[Freelance]

Women's realm is
in the hot seat

A BARRAGE of tricky copyright questions greeted Cathy Watson, editor of IPC magazine Women's Realm, guest speaker at the May London Freelance Branch meeting.

However, she was able to offer a somewhat encouraging response when asked directly, "what is your attitude to freelances who want to retain their copyright?" -- "They can," she said. Asserting that copyright rarely caused conflict between her commissioning editors and freelances, she said, "Mostly we don't want copyright in an article or photographs."

She did add that generally the non-confrontational situation obtained for commercial reasons rather than idealism -- "the sort of human interest stories we publish are not likely to achieve worldwide sales." Occasionally -- only twice thus far during her months of editorship -- she did insist on freelances assigning copyright -- handing over their "freehold". She felt particularly justified in this where the idea behind the feature was initiated by the magazine. She did not claim that this was a factor in copyright law -- which says that you own the words you write and the pictures you take.

She said that when she bought all rights she paid a little extra, "though not much".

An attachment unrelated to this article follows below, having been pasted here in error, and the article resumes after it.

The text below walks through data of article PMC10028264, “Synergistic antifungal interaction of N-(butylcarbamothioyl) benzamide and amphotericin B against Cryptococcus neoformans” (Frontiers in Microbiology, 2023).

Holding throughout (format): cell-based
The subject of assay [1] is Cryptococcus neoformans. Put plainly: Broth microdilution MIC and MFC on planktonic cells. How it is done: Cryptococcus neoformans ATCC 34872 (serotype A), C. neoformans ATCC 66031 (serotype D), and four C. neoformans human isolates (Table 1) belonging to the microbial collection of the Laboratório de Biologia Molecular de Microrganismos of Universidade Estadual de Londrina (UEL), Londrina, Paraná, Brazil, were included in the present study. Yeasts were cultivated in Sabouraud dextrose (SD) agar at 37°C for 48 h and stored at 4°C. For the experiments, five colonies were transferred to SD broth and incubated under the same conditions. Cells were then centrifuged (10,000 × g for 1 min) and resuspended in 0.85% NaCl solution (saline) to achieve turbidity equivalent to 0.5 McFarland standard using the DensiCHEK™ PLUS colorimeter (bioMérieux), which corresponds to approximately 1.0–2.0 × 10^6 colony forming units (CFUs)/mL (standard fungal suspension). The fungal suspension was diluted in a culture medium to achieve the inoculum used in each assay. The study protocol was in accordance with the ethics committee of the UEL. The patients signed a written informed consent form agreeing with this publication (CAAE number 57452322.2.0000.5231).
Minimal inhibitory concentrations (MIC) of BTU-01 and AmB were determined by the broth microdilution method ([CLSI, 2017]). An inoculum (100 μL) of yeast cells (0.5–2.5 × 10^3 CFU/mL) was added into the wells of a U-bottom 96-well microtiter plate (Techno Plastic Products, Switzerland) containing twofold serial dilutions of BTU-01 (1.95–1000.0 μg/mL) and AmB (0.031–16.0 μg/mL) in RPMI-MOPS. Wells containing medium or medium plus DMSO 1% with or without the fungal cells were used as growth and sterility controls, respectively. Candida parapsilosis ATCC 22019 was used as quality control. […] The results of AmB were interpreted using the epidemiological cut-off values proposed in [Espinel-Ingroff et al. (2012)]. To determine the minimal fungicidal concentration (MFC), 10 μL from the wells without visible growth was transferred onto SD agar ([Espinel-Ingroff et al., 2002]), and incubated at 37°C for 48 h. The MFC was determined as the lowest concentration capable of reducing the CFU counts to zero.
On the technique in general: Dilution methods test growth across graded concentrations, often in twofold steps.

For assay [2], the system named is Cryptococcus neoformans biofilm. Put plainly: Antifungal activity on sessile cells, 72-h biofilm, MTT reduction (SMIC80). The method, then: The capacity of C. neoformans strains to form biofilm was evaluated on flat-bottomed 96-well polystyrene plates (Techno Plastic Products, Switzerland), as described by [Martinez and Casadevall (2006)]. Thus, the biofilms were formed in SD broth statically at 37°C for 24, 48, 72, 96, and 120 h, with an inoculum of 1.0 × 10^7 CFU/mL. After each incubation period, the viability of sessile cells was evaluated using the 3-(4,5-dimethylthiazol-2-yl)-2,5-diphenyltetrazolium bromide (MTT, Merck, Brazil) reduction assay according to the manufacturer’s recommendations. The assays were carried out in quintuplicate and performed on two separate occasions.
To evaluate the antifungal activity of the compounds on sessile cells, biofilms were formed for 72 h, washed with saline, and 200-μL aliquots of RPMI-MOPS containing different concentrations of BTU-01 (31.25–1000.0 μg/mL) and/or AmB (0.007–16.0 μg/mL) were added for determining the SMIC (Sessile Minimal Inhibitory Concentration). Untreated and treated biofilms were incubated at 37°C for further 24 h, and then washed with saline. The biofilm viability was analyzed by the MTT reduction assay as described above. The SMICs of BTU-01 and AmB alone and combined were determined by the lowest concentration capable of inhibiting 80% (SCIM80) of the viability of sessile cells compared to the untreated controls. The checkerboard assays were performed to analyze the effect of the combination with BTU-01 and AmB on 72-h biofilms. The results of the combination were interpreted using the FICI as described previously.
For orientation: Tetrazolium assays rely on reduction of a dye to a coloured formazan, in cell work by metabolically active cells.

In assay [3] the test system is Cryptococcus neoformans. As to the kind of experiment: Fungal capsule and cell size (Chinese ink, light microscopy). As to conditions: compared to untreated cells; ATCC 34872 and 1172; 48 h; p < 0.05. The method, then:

Although IPC has often stated corporately that it operates an "all-rights policy" on freelance work, Watson asserted that she had never been told to take this line.

Introduced as the first black woman to edit a magazine in the UK, she had begun with a few familiar, yet still widely unheeded, please to freelances approaching magazines with feature proposals. "You must know your magazine. That doesn't mean just glancing at one issue -- which many freelances seem to do. For instance, someone wrote in today saying `Have you ever thought of doing a round-up of recent developments in medical research affecting women?' Well, yes, we have a medical update in every issue.

"Another point is: contact the right commissioning editor to deal with your idea. Usually that isn't the editor. Check with the secretary or editorial assistant if you don't know who to talk to.

"When you're describing an idea be brief and be specific. Not `Would something about such-and-such be interesting?' A useful exercise is, before you call, to write a headline for your piece. If you can't do that you haven't got a focused article."


Jun 1998
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